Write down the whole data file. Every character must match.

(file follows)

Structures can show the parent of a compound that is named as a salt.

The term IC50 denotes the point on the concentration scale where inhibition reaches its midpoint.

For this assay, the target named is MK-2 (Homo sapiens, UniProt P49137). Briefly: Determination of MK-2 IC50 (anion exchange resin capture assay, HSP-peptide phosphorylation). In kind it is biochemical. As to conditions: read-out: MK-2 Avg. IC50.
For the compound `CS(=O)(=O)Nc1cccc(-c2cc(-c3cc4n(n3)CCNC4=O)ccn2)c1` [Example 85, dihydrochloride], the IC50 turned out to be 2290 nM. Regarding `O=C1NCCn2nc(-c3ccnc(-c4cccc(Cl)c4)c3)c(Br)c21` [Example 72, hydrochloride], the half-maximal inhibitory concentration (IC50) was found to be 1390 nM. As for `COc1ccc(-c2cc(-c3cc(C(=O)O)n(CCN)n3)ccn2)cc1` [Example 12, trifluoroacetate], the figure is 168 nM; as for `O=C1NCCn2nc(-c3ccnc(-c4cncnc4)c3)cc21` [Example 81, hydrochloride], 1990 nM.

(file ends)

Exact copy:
Structures can show the parent of a compound that is named as a salt.

The term IC50 denotes the point on the concentration scale where inhibition reaches its midpoint.

For this assay, the target named is MK-2 (Homo sapiens, UniProt P49137). Briefly: Determination of MK-2 IC50 (anion exchange resin capture assay, HSP-peptide phosphorylation). In kind it is biochemical. As to conditions: read-out: MK-2 Avg. IC50.
For the compound `CS(=O)(=O)Nc1cccc(-c2cc(-c3cc4n(n3)CCNC4=O)ccn2)c1` [Example 85, dihydrochloride], the IC50 turned out to be 2290 nM. Regarding `O=C1NCCn2nc(-c3ccnc(-c4cccc(Cl)c4)c3)c(Br)c21` [Example 72, hydrochloride], the half-maximal inhibitory concentration (IC50) was found to be 1390 nM. As for `COc1ccc(-c2cc(-c3cc(C(=O)O)n(CCN)n3)ccn2)cc1` [Example 12, trifluoroacetate], the figure is 168 nM; as for `O=C1NCCn2nc(-c3ccnc(-c4cncnc4)c3)cc21` [Example 81, hydrochloride], 1990 nM.